In 2000 Congress again tried to regulate obscene materials, especially those viewable by children, with the Children’s Internet Protection Act (CIPA). The Act required public schools and public libraries to filter inappropriate Web sites in order to receive federal funding for Internet access. The stipulations for libraries eventually became problematic:
Libraries with more than 1 Internet-accessing computer -To be eligible to receive universal service assistanceÃ¢Â?Â¦a library that has more than 1 computer with Internet access intended for use by the public (including minors) shall certify to the Commission that it has installed and uses a technology to filter or block material deemed to be harmful to minors on one or more of its computers with Internet access (S. Res. 97, 2000).
The American Library Association challenged the CIPA bill, fearing the requirement to install filtering software on Internet-accessible computers would force libraries to limit patrons’ First Amendment freedoms to access information.
The case, United State v. American Library Association (2003), reached a lower court in which a three-judge panel ruled that CIPA violated the First Amendment. When the case reached the U.S. Supreme Court, the decision was reversed, and the court ruled that the library clauses of CIPA were not unconstitutional.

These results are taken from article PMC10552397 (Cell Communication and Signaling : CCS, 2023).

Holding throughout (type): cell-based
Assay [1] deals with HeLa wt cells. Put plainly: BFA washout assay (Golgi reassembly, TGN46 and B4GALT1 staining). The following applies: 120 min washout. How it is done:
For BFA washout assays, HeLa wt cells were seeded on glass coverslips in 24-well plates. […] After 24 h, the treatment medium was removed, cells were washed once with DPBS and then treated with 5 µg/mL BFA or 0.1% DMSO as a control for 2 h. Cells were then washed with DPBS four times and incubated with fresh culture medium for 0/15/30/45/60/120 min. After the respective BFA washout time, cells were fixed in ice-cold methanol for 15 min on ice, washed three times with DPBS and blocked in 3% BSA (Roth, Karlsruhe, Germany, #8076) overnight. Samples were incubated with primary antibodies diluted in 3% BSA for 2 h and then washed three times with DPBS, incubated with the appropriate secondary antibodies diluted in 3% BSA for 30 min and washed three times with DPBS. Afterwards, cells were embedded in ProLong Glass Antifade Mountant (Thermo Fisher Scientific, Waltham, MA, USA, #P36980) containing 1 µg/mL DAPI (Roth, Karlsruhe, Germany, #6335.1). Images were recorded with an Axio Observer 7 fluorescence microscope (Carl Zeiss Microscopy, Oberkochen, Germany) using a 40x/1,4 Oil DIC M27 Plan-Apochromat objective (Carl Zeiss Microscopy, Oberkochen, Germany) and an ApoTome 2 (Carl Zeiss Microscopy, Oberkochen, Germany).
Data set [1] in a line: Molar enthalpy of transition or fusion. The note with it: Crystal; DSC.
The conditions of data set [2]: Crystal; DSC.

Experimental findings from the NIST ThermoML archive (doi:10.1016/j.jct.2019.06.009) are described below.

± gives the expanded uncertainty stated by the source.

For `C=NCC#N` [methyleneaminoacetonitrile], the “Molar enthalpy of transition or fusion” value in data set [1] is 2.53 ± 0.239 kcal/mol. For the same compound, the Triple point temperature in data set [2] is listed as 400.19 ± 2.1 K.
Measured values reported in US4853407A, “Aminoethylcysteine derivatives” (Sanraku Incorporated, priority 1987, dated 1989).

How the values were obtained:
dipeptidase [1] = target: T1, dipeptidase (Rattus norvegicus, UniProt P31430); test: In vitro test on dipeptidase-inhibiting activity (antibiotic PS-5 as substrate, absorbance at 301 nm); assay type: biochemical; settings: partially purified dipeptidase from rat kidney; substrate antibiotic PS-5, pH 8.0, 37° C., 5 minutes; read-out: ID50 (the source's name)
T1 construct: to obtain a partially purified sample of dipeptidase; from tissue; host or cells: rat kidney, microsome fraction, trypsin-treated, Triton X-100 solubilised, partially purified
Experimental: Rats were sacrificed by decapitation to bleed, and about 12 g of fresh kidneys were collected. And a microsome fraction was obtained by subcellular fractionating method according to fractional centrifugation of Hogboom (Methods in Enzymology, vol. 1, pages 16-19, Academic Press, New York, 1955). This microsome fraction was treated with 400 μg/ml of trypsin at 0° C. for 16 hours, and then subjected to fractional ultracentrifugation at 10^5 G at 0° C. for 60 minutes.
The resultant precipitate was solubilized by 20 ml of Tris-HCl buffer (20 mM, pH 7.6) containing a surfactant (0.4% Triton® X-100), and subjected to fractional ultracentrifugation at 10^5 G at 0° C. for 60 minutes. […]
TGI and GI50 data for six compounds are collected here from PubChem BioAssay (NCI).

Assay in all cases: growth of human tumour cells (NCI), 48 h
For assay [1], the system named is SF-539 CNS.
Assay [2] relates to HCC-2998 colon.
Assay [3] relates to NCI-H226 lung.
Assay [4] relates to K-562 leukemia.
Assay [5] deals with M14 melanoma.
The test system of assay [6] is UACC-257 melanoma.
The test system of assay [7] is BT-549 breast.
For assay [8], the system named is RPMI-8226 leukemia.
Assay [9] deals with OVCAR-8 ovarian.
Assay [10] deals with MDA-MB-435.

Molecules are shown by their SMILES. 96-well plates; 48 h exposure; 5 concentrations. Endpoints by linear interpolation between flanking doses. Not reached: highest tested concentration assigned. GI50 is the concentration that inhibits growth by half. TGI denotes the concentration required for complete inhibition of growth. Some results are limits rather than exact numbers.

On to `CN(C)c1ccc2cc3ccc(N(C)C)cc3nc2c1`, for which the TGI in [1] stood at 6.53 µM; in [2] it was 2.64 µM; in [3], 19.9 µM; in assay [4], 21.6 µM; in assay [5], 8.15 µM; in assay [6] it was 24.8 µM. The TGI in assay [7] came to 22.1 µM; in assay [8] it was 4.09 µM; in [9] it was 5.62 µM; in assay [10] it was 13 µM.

Four justices joined the opinion that CIPA was a valid use of spending by Congress for several reasons. They argued that “Internet access in public libraries was neither a ‘traditional’ nor a ‘designated’ public forum (U.S. v. ALA, 2003).”
Without the distinction as a public forum, Internet access through public libraries was afforded little First Amendment freedom. Justices also explained that “heightened judicial scrutiny” did not inhibit a library board’s ability to decide the content of collections.
Because the Internet filters could be turned off, justices concluded there was no reason a filter would “‘overblock’ access to constitutionally protected speech.” Congress could limit federal Internet assistance because library boards had not included pornography in their usual collections. Finally, the justices concluded “filtering software did not violate their patrons’ First Amendment rights.”
Obscenity law and censorship of the online forum will continue to develop as technology advances. Although the Internet receives First Amendment protections similar to the print media, the rulings seem to be conservative in cases, such as U.S. v. ALA (2000), that deal with obscene or indecent materials. The Miller test, a result of Miller v. California (1973), liberalized the definition of obscenity with its value consideration, but the Supreme Court eventually will revisit Miller and create an obscenity test for another generation.